Setting up for service2

Setting up for service

Calculating quantities of food required for the service period:

  • Reviewing guest bookings

  • Reviewing historical sales data

  • Historical popularity of certain menu items

  • Observing current trends in food and cuisine styles

  • Seasonal availability of food products

Setting up for service3

Setting up for service

Setting up stations for food service:

  • A ‘station’ is a section of the kitchen which may service a particular menu course or specific food items.

  • A section will require various items/equipment to be available and at hand

  • This is to meet the need of the particular service period and expected number of diners

Setting up for service4

Setting up for service

Items required for service include:

  • Cooking vessels such as pots and pans

  • Serving equipment such as tongs, spatulas, ladles, trays

  • Serving platforms including plates, bowl, trays and platters

  • Prepared food items such as steaks, fish, poultry, vegetables

  • Accompaniments and garnishes

Setting up for service5

Setting up for service

The term ‘station’ may also refer to sections of a buffet where particular food items are presented and displayed including:

  • Soups

  • Appetisers and entreesandsalads

  • Carvery for roast meats

  • Main course wet or dry dishes

  • Vegetable dishes

  • Desserts including pastries and cakes

Setting up for service6

Setting up for service

Equipment required for holding and storage during service periods:

  • Bains-marie

  • Chafing dishes

  • Plate warmers

  • Hot boxes

  • Cool rooms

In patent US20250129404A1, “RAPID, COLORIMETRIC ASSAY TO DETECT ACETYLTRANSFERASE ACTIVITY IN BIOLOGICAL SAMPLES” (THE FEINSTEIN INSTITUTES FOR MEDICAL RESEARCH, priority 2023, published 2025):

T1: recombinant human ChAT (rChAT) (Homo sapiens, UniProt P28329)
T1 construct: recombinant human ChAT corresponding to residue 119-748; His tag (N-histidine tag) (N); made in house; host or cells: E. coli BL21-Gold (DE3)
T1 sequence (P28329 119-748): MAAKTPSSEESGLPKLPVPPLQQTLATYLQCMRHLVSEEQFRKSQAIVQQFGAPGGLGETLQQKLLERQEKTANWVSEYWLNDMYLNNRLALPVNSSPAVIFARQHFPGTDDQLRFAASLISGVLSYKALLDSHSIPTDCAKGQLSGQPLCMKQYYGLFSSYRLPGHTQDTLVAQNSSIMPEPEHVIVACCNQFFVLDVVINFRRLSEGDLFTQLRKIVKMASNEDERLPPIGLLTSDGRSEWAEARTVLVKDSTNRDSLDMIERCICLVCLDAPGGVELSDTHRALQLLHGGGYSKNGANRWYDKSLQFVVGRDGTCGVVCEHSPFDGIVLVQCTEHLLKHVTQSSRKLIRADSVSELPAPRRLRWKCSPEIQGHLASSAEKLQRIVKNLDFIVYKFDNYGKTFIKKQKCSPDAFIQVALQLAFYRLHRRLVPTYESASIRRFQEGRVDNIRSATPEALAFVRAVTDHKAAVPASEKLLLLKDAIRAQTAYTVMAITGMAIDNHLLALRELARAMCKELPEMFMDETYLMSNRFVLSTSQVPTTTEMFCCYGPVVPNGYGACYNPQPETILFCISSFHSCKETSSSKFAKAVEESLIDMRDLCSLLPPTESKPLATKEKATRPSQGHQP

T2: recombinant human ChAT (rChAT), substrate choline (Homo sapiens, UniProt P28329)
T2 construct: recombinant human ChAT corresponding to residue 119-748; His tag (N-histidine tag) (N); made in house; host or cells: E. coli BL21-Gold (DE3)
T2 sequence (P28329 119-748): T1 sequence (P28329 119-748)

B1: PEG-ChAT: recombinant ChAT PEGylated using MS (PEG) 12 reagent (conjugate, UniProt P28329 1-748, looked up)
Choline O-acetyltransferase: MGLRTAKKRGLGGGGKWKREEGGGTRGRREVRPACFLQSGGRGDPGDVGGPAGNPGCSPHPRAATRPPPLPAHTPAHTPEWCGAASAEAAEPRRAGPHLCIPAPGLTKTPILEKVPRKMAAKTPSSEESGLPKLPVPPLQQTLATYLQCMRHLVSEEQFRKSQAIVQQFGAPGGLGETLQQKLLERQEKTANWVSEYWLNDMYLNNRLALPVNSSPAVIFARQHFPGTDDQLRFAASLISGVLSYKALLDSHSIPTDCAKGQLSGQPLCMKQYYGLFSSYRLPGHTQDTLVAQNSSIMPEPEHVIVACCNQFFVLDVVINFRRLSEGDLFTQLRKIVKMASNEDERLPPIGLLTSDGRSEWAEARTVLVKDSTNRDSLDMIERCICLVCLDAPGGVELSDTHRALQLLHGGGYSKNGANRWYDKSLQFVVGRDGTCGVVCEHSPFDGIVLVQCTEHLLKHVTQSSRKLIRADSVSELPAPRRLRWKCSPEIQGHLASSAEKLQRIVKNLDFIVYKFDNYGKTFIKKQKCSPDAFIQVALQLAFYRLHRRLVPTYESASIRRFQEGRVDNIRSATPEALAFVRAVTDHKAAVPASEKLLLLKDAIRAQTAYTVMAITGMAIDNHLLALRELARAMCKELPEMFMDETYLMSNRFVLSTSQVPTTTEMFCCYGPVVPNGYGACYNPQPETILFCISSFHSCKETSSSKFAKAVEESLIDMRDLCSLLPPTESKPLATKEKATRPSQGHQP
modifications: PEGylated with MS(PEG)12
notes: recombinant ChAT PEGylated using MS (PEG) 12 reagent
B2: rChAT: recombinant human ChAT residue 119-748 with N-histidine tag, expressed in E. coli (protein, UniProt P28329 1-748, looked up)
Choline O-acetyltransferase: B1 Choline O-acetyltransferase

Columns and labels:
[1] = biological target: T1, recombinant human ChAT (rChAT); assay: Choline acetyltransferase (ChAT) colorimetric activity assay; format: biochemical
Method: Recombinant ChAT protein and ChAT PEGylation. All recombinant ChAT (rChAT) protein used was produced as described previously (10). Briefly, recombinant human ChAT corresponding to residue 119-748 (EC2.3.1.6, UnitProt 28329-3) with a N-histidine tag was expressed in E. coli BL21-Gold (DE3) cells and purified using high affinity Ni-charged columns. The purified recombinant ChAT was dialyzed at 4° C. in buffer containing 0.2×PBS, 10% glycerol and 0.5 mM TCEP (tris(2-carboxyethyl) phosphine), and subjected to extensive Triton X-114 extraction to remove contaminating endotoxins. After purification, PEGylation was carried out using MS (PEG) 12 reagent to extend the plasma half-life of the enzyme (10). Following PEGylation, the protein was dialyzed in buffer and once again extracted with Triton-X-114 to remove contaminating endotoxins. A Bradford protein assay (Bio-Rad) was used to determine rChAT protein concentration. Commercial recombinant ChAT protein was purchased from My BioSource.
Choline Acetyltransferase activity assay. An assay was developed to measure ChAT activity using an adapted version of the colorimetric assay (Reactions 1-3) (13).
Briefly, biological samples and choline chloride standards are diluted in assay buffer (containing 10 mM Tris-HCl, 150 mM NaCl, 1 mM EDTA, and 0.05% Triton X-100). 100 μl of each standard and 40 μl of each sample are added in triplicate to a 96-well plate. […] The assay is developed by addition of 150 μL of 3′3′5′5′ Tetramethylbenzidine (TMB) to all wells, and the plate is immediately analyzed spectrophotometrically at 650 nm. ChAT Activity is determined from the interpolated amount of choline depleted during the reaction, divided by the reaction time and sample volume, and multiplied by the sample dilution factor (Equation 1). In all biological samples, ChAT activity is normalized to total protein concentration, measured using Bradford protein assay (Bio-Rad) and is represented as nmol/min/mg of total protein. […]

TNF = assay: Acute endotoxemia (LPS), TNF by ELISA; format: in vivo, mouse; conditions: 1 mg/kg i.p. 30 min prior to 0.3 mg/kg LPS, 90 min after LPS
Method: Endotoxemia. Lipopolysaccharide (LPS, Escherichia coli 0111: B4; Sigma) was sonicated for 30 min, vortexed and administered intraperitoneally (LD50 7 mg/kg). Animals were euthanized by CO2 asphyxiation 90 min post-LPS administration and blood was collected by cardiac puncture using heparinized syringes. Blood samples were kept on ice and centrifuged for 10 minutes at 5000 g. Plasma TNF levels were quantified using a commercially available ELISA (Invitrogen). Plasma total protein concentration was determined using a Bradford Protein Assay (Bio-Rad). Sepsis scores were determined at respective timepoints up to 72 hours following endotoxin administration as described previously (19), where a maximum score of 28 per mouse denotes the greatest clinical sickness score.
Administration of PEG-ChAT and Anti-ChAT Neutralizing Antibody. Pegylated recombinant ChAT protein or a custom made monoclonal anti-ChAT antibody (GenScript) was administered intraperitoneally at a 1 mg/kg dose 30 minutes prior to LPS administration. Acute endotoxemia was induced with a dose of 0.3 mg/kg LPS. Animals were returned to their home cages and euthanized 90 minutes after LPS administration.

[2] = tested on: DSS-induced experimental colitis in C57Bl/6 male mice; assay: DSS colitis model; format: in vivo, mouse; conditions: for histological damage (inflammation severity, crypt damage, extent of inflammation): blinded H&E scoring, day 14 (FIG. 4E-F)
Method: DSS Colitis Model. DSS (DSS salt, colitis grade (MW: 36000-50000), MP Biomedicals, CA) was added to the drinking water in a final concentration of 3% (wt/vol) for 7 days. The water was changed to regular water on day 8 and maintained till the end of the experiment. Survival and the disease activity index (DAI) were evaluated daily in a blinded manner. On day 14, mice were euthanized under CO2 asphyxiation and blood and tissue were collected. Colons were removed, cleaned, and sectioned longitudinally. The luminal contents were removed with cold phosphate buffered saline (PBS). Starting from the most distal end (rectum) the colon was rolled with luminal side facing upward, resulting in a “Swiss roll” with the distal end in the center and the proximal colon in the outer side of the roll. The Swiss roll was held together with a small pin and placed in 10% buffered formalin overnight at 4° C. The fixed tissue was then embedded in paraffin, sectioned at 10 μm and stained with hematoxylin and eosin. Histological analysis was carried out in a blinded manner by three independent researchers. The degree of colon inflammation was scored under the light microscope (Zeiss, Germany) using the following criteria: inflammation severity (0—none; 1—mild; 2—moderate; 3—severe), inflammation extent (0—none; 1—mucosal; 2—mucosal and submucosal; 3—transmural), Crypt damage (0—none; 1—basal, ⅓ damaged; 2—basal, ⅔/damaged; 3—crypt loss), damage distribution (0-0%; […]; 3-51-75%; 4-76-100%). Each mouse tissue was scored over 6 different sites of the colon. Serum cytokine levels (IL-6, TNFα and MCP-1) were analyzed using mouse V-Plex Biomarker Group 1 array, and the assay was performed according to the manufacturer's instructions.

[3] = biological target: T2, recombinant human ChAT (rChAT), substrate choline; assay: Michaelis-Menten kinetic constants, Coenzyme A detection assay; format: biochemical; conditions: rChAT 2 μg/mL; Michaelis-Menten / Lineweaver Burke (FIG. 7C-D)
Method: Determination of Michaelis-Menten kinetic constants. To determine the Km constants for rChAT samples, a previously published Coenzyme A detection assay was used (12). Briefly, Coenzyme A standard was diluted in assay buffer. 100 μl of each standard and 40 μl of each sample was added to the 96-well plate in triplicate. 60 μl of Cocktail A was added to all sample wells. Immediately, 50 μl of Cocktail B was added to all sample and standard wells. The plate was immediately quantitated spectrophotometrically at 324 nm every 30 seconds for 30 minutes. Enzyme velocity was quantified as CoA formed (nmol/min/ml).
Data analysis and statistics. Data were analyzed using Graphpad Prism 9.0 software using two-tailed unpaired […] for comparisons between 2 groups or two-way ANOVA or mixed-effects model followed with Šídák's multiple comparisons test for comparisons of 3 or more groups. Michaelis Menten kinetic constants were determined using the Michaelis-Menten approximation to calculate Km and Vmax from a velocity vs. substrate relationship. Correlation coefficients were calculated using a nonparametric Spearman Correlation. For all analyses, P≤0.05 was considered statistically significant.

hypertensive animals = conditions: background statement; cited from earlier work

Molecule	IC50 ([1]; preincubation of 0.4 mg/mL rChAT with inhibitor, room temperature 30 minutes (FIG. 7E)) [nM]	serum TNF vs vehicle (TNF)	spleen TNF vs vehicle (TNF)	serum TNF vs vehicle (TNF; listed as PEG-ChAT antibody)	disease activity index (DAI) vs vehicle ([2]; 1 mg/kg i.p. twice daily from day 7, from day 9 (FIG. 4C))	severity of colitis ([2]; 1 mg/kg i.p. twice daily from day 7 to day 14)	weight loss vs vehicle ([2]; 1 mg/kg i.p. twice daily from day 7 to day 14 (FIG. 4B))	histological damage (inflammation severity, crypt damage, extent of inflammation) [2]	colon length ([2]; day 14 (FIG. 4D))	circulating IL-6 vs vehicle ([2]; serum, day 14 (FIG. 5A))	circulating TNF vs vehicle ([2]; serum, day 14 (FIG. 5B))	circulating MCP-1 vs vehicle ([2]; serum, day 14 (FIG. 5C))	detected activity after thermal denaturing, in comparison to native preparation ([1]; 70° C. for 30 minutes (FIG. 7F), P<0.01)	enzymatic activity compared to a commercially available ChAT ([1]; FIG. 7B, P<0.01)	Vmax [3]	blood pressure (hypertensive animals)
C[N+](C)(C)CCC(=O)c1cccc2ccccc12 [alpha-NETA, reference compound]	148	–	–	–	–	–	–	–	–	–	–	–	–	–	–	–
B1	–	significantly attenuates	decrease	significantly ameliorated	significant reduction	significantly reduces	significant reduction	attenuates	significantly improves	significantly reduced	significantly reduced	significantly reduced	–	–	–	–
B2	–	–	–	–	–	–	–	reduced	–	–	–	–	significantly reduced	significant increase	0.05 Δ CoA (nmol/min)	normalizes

• Cold display units

  • Soup tureens

Setting up for service7

Setting up for service

Back up food items for service periods:

  • Having back up food items prepared is an important consideration for any service period

  • This is a common aspect of mise en place

  • Ensures that food items will not run out

  • Ensures that customers will not be waiting for long periods for items to be prepared

Setting up for service8

Setting up for service

Examples of backing up menu items include:

  • Meats such as steaks are cut and portioned:

  • Processed food items such as crumbed foods are prepared

  • Processed meat, poultry and seafood items are available

  • Extra vegetables and other accompaniments such as rice or pasta are par cooked

  • Additional sauces, accompaniments and garnishes

2 plate and present foods

2.Plate and present foods

Performance Criteria:

2.1Portion food items to enterprise standards

2.2Provide sufficient and appropriate service equipment and service platforms

2.3Plate and display food items to menu style

2.4Present food neatly and attractively

Portioning food items

Portioning food items

  • Portioning and portion control are important aspects of food presentation

  • Presentation must be consistent in quantity and size

  • Menu items must be uniform in shape and appearance

  • Portion sizes or quantities should always be in line with the business policy or standard recipes

Portioning food items1

Portioning food items

  • Portioning refers to the amount of food allocated to a particular menu item

  • This may include several components to a dish or a single serve item

  • All dishes of the same type must look the same

  • The position of the food components should be the same on all plates

  • Good portion control practices allow the kitchen to control its costs

Service equipment and platforms

Service equipment and platforms

  • These are items that are used in the handling, plating, decorating and display of food items

  • This includes items used for individual plating and larger items for displaying food on buffets

  • Correct service equipment selection can assist with portion control

Service equipment and platforms1

Service equipment and platforms

Examples of service equipment:

Service equipment and platforms2

Service equipment and platforms

  • Service platforms are items used as a base for food presentation

  • Should be in a clean and sanitary condition

  • Free of cracks, scratches and chipping

  • Must be ‘food grade’